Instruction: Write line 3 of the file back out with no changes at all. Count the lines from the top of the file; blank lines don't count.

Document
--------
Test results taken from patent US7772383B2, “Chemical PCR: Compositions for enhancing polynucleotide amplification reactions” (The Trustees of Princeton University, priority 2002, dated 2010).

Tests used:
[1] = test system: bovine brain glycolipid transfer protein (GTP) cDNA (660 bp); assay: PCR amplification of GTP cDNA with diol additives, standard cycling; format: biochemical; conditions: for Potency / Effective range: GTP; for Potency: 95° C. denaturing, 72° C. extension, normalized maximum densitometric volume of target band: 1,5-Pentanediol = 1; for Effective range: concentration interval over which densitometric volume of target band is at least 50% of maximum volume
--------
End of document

[1] = test system: bovine brain glycolipid transfer protein (GTP) cDNA (660 bp); assay: PCR amplification of GTP cDNA with diol additives, standard cycling; format: biochemical; conditions: for Potency / Effective range: GTP; for Potency: 95° C. denaturing, 72° C. extension, normalized maximum densitometric volume of target band: 1,5-Pentanediol = 1; for Effective range: concentration interval over which densitometric volume of target band is at least 50% of maximum volume